Wednesday, April 12, 2006

Racial Preferences - Judging by the Content of Their Genome

It was only a matter of time before genetics would obviate the need to judge each other by the color of our skin.

I have always been ambivalent to racial preferences because I do not think the government should ever treat individuals differently based on the color of their skin. And while it is currently true that I would not personally benefit from those preferences, that won't always necessarily be the case.

Apparently, individuals are taking genetic tests to determine whether they have African ancestry in part with the expectation that someday they would be able to benefit from a prevailing racial preference.

As you will likely expect, this will raise all sorts of questions regarding racial preferences.

What makes someone a "minority"? A "discrete insular minority"? Should someone who looks white but has 25% African genetic background be entitled to the same preferences? What percentage should the cut-off be? How about people that are half-black and half-white?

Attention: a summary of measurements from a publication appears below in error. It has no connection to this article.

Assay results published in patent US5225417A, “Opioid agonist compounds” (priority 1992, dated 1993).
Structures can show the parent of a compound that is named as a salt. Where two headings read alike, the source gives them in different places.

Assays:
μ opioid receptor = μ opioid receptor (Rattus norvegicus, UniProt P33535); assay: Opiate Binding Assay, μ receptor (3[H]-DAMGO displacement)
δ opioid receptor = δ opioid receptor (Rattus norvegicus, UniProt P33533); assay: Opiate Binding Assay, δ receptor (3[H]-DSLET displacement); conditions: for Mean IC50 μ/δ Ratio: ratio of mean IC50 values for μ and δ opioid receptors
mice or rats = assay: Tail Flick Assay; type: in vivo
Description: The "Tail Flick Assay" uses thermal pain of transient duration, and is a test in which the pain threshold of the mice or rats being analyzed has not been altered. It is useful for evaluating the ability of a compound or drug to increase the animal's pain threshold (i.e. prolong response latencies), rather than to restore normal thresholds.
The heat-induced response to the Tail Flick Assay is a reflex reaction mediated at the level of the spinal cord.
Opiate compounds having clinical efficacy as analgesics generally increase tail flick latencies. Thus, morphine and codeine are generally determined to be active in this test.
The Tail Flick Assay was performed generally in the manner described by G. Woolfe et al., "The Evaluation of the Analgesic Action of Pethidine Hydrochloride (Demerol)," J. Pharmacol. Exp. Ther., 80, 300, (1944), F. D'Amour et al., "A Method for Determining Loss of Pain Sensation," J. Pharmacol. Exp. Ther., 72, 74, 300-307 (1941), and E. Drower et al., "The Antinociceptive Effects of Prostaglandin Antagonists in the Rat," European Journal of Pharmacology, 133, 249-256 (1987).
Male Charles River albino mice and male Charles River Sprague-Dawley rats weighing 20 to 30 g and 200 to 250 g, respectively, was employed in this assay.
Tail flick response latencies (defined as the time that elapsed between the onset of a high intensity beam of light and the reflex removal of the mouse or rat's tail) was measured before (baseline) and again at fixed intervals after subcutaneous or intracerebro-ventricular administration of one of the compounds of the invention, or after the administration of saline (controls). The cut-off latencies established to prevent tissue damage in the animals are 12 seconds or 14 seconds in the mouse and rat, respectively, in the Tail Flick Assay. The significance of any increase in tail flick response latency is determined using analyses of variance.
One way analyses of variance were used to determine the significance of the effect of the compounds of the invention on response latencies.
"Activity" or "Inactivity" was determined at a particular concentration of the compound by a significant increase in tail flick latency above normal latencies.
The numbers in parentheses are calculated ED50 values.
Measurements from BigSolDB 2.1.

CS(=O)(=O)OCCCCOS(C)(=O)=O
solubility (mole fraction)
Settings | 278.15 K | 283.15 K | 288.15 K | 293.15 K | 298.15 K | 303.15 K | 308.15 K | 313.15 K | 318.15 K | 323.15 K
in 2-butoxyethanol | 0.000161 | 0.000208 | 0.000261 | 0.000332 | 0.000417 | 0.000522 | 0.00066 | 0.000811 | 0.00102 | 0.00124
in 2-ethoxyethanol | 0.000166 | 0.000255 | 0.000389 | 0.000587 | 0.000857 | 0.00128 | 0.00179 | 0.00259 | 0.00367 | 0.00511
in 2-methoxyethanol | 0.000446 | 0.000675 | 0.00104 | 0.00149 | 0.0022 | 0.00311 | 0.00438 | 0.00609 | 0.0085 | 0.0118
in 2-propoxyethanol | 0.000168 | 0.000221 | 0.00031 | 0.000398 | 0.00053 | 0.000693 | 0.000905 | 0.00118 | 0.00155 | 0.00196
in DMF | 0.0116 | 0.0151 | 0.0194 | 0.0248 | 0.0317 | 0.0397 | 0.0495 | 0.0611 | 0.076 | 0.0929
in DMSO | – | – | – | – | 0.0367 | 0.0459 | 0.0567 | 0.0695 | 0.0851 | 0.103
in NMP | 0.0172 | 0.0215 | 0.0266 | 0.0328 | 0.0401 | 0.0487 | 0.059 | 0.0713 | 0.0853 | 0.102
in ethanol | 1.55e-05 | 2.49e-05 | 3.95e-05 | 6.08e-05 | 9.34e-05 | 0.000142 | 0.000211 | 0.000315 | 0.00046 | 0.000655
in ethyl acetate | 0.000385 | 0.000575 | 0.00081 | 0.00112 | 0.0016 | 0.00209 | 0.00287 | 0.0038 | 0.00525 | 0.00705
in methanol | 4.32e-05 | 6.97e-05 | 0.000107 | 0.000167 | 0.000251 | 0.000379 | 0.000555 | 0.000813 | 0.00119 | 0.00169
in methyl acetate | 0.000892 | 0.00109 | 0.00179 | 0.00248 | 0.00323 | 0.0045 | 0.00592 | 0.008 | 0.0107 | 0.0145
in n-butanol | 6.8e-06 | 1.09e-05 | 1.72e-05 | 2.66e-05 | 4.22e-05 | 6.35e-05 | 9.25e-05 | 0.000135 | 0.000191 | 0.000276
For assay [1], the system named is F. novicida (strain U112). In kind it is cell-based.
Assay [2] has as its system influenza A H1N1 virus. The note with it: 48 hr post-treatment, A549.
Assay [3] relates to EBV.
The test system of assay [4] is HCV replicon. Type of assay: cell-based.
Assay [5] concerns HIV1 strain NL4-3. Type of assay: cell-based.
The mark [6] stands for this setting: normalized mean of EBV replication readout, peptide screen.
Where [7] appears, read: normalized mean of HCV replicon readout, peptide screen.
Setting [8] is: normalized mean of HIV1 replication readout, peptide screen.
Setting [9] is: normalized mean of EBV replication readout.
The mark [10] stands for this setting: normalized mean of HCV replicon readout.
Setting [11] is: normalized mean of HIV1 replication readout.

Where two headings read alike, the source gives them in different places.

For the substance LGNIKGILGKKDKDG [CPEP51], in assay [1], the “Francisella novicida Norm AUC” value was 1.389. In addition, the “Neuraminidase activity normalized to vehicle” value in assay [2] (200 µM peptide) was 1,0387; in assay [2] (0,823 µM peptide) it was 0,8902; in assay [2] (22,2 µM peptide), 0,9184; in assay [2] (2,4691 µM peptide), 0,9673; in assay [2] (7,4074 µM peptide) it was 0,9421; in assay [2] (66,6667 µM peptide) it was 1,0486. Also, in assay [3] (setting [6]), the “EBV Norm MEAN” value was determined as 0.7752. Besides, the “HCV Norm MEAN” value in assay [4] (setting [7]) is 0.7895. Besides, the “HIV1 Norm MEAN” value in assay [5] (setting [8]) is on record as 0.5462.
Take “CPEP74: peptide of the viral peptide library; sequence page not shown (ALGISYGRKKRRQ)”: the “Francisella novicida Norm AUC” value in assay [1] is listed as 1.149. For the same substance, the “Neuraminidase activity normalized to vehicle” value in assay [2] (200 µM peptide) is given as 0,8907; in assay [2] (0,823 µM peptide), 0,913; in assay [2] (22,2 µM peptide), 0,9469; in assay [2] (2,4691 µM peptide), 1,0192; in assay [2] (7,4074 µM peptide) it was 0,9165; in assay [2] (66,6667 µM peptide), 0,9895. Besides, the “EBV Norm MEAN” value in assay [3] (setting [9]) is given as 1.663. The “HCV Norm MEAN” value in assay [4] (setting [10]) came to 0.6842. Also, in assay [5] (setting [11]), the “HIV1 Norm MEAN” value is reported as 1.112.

Here's the deal. I understand the desire to implement racial preferences. You cannot ignore the historical inequity in the hope that everything will right itself. Without some "affirmative action," we would create a permanent underclass. Nevertheless, genetics will undermine the entire effort, because its individual implementation will become ridiculous on its face. In short, the future is post-race. Which is maybe the way it should have been all along.


At 12:14 PM, Blogger codemorse said...


This raises LOADS of interesting questions.

You'd hope that this would be cause to further close the psychological racial gap, but it will be used as further justification to continue identification through skin color.


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